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Youth of the Year honours handed out to local students

The city handed out its Youth of the Year awards Monday to Ashlee Hick, (left) Qais Khan, and Sylvia Masich. Absent from photo is Juri Sudo-Rustad, who is currently on exchange in Japan. City of Prince George photo

During the Monday’s council meeting, the city honoured four outstanding young people for service and dedication to the community.

The Youth of the Year Award is presented by the city each year to young people of high achievement between the ages of 13 and 18 years who are attending school in Prince George. In order to be recognized, individuals must demonstrate a high level of school involvement (including average or above average academic standing, extracurricular activities, and volunteer committees) and significant contributions in the community (outside of school) through volunteering.

The 2019 Youth of the Year Award recipients are: 

Qais Khan – Qais Khan was admitted into the College Heights Leadership class a year early due to his outstanding record of volunteering at school functions. Soon after, he joined the Rotary Interact Program and made significant contributions to Smiles, a pediatric Pen Pal program, and other Rotary initiatives. His commitment was recognized by his peers who elected him Interact Club president in his first year. Qais has demonstrated academic excellence and is on the Principal’s list.

Ashlee Hick – Ashlee Hick has an impressive list of volunteer achievements both in and out of school, and is the valedictorian of her graduating class at College Heights Secondary. She was also recently selected to speak at We Day Vancouver, a celebration of youth empowerment attended by 18,000 people from across the province. Her speech was about the Independent Anti-bullying and Positive Mental Health (ARK) Program, which she co-founded at CHSS.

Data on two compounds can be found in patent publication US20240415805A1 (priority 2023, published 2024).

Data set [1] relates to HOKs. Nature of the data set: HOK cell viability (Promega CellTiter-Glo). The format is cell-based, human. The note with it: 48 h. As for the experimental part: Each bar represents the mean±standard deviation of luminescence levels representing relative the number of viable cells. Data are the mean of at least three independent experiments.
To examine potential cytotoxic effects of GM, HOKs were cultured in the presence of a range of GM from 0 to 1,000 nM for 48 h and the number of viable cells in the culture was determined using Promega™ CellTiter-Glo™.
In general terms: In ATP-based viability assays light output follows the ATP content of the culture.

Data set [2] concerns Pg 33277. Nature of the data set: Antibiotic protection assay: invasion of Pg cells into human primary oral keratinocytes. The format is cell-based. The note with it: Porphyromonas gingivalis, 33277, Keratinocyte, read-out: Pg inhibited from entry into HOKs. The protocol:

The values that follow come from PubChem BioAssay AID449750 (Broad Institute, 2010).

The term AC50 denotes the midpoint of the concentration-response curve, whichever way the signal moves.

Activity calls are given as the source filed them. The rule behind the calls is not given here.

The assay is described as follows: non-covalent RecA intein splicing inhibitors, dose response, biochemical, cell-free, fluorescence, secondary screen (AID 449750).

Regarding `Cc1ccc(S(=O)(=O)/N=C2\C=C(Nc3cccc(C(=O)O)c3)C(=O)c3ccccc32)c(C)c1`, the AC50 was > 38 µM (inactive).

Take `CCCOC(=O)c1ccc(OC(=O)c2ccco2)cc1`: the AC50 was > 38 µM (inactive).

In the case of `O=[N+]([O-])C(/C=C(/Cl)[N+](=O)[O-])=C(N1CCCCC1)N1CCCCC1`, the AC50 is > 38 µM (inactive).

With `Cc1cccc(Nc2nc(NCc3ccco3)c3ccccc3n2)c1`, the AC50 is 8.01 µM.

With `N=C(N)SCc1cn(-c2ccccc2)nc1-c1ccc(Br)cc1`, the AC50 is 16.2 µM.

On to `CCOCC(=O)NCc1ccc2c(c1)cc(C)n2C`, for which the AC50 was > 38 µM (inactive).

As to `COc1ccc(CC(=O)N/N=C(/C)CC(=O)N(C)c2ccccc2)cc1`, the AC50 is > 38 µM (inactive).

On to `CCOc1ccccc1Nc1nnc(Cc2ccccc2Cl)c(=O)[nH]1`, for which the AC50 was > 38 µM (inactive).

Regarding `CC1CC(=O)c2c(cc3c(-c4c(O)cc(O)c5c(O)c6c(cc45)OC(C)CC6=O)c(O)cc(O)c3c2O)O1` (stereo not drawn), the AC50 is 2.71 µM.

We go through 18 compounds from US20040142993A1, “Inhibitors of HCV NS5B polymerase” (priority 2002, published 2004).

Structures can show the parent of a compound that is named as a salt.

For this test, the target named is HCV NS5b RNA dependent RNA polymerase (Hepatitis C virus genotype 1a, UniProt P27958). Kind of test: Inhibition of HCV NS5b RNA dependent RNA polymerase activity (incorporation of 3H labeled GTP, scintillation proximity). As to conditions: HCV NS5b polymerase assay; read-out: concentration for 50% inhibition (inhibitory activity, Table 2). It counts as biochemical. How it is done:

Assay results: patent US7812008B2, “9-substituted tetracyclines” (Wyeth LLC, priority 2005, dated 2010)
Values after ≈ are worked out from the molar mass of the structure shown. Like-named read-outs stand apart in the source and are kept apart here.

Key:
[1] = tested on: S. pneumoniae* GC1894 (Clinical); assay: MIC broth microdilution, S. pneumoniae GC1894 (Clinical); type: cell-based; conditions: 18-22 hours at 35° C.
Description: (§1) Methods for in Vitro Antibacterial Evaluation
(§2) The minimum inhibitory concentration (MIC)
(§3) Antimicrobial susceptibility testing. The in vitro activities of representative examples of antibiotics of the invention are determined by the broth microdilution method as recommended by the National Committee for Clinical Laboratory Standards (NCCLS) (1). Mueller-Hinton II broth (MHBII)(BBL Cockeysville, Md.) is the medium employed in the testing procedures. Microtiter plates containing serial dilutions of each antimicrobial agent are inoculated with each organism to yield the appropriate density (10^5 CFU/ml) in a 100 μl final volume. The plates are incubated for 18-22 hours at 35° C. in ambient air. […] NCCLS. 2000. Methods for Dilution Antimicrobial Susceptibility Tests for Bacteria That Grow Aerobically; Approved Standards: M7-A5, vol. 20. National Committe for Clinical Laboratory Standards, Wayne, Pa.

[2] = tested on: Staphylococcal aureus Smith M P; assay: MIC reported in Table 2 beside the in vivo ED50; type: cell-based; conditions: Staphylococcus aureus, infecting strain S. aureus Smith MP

Sylvia Masich – Sylvia Masich has been a dedicated athlete, volunteer, and coach for the Prince George Track and Field Club for the past eight years. Sylvia is also particularly committed to the Special Olympics and worked to have special Olympians included in the regular track and field training program. Her efforts resulted in three Special Olympic athletes qualifying for the high school track provincial championships.

Juri Sudo-Rustad –  At 17, Juri Sudo-Rustad was recently the youngest person ever elected to the board of the Prince George Community Arts Council and is its first-ever youth advocate. Juri is an active advocate for youth and the arts in the community, and has won numerous awards for her own art. She is currently studying on exchange in Japan.

The honourees were celebrated during the “Celebrating Success” portion of Monday’s council meeting, which council often uses to mark the positive achievements of residents and organizations.

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